Top Fifty 7: James Taylor – Sweet Baby James, 1970

[Originally posted April 2012]


James Taylor

Two interesting factors bear on this posting – firstly, it is my 26th in this selection of a top fifty which is hardly random yet can never be complete as it is impossible to definitively make such a selection, but I’m half-way through the effort and delighted to be arriving at this wonderful choice; and secondly, when my youngest daughter visited recently and I was playing a live recording of early Taylor she complained that it reminded her of Sundays when she lived here and I was working as a teacher: hopefully not entirely hating all Sundays at home, but somehow, perhaps, equating listening to Taylor being played with my probably marking and not being attentive enough – it will always be a regret as a family man but a consequence of teaching – whilst also her having a natural disinclination for Taylor’s softrock material and often laconic singing style.

As a huge fan – clearly to this day – my continual playing in the house always soothed and pleased me! Sweet Baby James, Taylor’s second solo album [his first James Taylor was recorded and produced by Apple Records, with JT the first non-British artist signed to the label] represents everything that is special about him as a singer/songwriter: superb vocal and phrasing, distinctive finger-picking guitar style [he trained on the cello], and his songcraft. Songs like Sweet Baby James, Sunny Skies, Country Road, the clever cover of Oh Susannah, and the hit Fire and Rain are recordings that resonate as folk classics today as much as they were fresh and stand-out when first heard. Some of the brilliant musicians involved in the recording of these songs are: pianist and gifted contemporary songwriter Carol King; guitarist and close friend Danny Kortchmar; the great long-haired and long-bearded bassist Leland Sklar, and Randy Meisner.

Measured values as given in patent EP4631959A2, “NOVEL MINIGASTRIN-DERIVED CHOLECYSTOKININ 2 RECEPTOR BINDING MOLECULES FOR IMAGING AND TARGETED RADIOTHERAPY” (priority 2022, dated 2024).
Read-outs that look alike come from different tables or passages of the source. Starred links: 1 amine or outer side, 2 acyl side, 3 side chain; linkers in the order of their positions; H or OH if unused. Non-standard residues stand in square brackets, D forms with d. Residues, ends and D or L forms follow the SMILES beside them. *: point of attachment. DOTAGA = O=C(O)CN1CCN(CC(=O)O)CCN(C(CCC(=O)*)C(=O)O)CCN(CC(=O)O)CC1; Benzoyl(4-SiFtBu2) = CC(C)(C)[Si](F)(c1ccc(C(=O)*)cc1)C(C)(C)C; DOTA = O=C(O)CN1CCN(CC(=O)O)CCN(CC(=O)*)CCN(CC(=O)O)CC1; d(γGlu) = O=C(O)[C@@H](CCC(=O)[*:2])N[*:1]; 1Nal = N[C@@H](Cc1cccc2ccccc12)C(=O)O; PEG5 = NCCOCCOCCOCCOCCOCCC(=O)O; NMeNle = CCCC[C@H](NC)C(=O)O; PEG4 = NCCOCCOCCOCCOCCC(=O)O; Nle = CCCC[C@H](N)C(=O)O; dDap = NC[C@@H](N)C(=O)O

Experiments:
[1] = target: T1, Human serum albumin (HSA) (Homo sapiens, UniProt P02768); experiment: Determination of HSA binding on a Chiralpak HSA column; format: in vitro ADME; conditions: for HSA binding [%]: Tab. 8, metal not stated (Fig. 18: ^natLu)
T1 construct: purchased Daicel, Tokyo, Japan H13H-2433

The folk road is what the acoustic guitarist mostly treads, but Taylor is in my view also a great blues/R&B singer, revealed in the other great track from this album, Steamroller. Performed and sung live, Taylor plays a mean electric guitar, but his vocal is what excels as it exploits his full range and revels in the blues inflections on great lines like churning urn of burning funk. In early live performances of this Taylor mocks the heavy machinery of the lyrical allusions, but it seems today an unnecessary self-effacement because it can be such a stonking live number [and Taylor’s soulful singing range can be heard on his fine version of Marvin Gaye’s How Sweet It Is (To Be Loved By You)].

Although that unique vocal is just showing the occasional signs of frailty on the most recent live examples, I do feel Taylor’s voice has matured over the many years of his career where so many other singers can lose theirs. When he is singing any of the tracks from this great album, there is always the most remarkable triggering of memory of their time – and that applies to millions of fans and listeners – both in the connection those dominant songs have to that time and in the seamless vocal transition across the years of this significant musician. Long live Sundays and all others whenever and wherever he is played [with the caveat that not when my daughter is around….].


Poetry Reviewed 2017

Poetry collections I have reviewed in 2017:

Ian Seed – Italian Lessons, Like This Press

Nikki Dudley – Hope Alt Delete, Knives Forks and Spoons Press